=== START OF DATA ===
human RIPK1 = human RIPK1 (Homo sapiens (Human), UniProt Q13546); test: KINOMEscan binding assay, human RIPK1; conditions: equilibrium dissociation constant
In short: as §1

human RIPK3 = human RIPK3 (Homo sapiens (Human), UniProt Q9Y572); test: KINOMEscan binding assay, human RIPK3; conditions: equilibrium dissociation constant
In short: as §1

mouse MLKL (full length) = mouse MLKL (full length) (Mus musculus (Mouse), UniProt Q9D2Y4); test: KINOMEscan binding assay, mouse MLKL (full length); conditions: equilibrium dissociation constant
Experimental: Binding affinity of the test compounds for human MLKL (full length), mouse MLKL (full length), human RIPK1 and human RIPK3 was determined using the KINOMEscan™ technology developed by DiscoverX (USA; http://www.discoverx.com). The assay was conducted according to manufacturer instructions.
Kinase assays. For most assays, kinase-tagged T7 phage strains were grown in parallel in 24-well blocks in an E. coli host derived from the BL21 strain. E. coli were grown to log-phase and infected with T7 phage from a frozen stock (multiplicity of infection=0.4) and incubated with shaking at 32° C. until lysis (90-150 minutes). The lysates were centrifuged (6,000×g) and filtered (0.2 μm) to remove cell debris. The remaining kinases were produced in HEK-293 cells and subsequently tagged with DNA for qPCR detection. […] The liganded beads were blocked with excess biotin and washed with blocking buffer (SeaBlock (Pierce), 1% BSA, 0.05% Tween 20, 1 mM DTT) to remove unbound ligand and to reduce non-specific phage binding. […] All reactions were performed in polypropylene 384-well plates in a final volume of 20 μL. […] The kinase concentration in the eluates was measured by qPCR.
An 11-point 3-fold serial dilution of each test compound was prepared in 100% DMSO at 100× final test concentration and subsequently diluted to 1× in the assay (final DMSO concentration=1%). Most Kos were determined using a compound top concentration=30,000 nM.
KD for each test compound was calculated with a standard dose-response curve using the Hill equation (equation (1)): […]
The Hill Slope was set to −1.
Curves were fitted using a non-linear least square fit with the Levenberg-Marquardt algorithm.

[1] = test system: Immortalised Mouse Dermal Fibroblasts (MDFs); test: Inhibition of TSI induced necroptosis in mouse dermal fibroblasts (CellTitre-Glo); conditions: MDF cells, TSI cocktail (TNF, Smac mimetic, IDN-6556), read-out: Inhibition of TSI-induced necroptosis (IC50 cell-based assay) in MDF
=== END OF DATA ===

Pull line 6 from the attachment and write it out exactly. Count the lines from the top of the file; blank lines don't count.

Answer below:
Experimental: Binding affinity of the test compounds for human MLKL (full length), mouse MLKL (full length), human RIPK1 and human RIPK3 was determined using the KINOMEscan™ technology developed by DiscoverX (USA; http://www.discoverx.com). The assay was conducted according to manufacturer instructions.